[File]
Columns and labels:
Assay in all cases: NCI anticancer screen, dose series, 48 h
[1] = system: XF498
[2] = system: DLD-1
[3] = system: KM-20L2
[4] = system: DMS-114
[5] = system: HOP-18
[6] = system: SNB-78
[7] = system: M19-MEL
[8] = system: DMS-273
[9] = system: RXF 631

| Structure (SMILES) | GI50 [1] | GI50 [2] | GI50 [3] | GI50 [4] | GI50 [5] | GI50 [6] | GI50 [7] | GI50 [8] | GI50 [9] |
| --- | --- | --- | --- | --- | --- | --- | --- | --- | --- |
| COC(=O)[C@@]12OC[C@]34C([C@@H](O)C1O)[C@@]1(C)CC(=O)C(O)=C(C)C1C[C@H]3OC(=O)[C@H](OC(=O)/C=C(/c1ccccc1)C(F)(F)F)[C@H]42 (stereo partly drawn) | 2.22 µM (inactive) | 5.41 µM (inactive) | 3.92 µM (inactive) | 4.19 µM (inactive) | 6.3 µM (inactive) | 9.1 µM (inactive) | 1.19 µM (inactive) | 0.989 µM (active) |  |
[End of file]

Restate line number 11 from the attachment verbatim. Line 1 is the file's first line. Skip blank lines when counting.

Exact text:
[9] = system: RXF 631